More Ohioans are in the hospital with COVID-19 on Monday than at any other point during the pandemic, state data shows.
The finding is a troubling indicator as a record surge in new coronavirus infections continues to pound Ohio.
On Monday, 1,154 COVID-19 patients occupied Ohio’s hospitals, compared to 1,144 on July 28, the previous high watermark, according to state data compiled by the Covid Tracking Project.
State data doesn’t reflect any capacity strain on the state health care system.
The hospitalizations, which the CDC says last on average for 10 to 13 days, may have long-term implications. A study in the Journal of American Medicine analyzing a limited population of 143 hospitalized patients found 87% experienced at least one symptom about two months out from infection, and 44% reported a worsened quality of life.
Deaths tend to be a lagging indicator, meaning the effects of the current case surge on the state’s death toll won’t be known for a few weeks after the wave crests.
On Monday, the seven-day moving average of new infections neared 2,000 per day. Ten new deaths were reported for a total of 5,075 dead and 17,172 hospitalized since March.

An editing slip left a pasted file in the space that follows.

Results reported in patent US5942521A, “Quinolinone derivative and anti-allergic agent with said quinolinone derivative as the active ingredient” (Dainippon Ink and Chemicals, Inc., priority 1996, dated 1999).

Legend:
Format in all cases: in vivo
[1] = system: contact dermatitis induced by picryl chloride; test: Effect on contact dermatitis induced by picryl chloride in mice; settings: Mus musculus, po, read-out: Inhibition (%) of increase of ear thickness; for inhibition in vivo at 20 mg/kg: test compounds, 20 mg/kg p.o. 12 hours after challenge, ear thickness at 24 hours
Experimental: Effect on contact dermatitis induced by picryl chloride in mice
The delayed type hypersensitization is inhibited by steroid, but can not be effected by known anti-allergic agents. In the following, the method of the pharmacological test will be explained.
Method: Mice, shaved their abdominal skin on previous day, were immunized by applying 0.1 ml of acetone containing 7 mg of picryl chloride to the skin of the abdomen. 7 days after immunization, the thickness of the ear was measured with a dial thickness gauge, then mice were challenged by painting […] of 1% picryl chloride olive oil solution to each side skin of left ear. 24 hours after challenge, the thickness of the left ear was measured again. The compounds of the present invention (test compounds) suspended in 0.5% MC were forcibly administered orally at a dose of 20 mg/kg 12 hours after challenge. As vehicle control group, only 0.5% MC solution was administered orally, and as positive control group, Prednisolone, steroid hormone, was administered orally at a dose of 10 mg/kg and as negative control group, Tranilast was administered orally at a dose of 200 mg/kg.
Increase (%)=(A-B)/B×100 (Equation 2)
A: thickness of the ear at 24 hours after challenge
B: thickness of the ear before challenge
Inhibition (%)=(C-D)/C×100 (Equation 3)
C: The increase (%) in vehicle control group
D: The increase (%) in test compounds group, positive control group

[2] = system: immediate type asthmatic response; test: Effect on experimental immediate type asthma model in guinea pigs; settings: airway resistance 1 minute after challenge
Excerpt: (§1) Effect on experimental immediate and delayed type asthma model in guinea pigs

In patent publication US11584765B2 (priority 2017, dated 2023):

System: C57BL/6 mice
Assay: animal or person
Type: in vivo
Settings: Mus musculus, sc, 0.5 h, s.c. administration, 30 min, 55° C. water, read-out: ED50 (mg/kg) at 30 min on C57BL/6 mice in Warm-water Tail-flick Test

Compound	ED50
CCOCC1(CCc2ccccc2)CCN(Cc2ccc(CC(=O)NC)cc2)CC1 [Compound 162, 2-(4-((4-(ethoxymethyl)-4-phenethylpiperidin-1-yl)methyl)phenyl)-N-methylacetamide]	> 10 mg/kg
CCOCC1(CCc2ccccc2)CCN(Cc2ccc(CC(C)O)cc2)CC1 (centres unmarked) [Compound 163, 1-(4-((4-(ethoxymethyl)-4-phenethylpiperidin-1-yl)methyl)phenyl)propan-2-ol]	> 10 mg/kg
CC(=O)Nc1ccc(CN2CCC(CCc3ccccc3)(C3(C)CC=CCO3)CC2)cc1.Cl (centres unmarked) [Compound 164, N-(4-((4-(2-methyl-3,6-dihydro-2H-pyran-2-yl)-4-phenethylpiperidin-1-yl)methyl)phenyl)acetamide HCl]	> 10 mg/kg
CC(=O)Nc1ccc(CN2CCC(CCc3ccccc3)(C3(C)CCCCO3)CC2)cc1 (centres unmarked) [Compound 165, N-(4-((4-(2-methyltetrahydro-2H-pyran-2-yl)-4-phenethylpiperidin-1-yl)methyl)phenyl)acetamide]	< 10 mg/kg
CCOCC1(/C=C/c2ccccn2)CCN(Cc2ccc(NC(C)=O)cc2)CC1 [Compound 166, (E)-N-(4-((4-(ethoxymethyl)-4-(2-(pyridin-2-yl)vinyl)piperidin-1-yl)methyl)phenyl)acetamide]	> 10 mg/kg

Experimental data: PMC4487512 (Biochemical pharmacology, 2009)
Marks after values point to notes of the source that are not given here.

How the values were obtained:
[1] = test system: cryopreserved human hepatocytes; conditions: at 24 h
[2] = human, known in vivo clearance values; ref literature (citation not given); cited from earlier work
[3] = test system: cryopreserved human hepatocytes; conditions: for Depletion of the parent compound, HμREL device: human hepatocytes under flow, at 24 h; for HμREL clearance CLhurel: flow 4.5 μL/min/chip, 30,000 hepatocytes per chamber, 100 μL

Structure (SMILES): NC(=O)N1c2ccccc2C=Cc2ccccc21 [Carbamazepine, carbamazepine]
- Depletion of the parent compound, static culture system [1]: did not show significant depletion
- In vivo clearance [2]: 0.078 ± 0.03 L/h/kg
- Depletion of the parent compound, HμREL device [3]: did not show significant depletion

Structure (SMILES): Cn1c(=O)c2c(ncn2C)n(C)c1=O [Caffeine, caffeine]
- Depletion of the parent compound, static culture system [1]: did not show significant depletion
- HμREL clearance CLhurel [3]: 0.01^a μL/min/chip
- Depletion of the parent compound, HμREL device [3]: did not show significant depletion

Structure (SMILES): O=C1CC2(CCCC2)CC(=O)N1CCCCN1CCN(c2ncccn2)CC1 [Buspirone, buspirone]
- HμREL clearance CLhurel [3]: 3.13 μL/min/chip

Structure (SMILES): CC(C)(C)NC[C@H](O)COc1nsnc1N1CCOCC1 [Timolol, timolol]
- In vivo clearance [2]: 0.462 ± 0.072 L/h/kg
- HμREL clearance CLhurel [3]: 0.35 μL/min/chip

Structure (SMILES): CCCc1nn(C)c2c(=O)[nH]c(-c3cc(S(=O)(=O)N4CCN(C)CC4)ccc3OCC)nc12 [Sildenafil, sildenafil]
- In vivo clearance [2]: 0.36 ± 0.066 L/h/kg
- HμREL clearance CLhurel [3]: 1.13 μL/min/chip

The test positivity rate (percentage of a day’s batch of tests that come back positive) neared 5% on Monday, double what it was just a month ago.
New Ohio covid-19 data:
-183,624 cases (1,837 new in last 24 hrs)
-17,172 hospitalized (111 new)
-5,075 dead (10 new)
We’re close to averaging 2,000 new cases per day. Every “rare” complication isn’t that rare at a certain volume of cases pic.twitter.com/amHdhMLgoi
— Jake Zuckerman (@jake_zuckerman) October 19, 2020
This story was republished from the Ohio Capital Journal under a Creative Commons license. Read the original article here.
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